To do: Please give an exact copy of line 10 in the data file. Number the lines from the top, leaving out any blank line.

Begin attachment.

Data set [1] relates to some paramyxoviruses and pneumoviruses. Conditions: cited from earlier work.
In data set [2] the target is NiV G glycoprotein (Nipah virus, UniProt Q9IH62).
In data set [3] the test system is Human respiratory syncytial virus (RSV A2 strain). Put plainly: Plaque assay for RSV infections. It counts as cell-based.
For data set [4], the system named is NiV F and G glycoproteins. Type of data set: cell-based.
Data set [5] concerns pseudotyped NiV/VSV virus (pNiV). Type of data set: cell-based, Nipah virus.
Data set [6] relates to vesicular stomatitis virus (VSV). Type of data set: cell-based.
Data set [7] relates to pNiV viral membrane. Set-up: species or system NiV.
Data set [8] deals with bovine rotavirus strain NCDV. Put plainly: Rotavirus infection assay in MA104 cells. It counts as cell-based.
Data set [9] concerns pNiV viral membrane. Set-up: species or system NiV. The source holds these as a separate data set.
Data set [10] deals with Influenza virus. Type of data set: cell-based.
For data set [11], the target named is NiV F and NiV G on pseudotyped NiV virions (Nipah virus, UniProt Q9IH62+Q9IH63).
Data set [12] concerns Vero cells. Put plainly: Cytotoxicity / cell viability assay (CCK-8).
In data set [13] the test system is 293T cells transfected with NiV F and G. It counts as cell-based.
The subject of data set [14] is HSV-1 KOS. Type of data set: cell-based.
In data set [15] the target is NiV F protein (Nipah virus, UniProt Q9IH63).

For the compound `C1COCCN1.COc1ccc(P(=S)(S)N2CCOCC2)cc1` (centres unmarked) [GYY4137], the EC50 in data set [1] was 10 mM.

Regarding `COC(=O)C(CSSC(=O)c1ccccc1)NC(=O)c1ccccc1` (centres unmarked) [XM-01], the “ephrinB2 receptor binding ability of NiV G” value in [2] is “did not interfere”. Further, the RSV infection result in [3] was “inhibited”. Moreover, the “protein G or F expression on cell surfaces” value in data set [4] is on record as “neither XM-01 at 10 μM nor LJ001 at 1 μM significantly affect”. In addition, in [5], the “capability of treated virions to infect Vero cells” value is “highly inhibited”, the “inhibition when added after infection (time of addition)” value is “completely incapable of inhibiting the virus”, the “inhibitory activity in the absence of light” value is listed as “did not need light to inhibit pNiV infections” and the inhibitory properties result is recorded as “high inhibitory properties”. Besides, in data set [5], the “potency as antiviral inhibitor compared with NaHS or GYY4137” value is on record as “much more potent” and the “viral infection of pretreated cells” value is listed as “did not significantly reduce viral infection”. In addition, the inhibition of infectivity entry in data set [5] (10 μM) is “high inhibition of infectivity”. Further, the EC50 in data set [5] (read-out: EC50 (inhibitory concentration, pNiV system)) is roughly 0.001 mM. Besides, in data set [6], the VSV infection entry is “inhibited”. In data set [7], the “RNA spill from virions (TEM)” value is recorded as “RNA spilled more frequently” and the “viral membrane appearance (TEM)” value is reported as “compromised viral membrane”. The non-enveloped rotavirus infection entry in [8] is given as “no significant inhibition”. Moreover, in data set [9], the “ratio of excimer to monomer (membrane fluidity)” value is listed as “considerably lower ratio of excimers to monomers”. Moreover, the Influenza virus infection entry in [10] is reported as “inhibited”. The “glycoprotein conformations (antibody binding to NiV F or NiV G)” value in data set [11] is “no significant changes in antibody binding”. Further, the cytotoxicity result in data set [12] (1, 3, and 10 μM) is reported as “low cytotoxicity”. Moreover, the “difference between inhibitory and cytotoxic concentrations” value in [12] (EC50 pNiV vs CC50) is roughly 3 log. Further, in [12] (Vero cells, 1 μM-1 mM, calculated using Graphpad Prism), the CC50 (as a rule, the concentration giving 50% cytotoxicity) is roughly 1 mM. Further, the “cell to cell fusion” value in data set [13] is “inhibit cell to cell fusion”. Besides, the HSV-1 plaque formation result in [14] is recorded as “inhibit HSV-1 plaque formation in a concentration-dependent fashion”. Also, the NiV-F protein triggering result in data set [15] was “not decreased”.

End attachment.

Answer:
Data set [10] deals with Influenza virus. Type of data set: cell-based.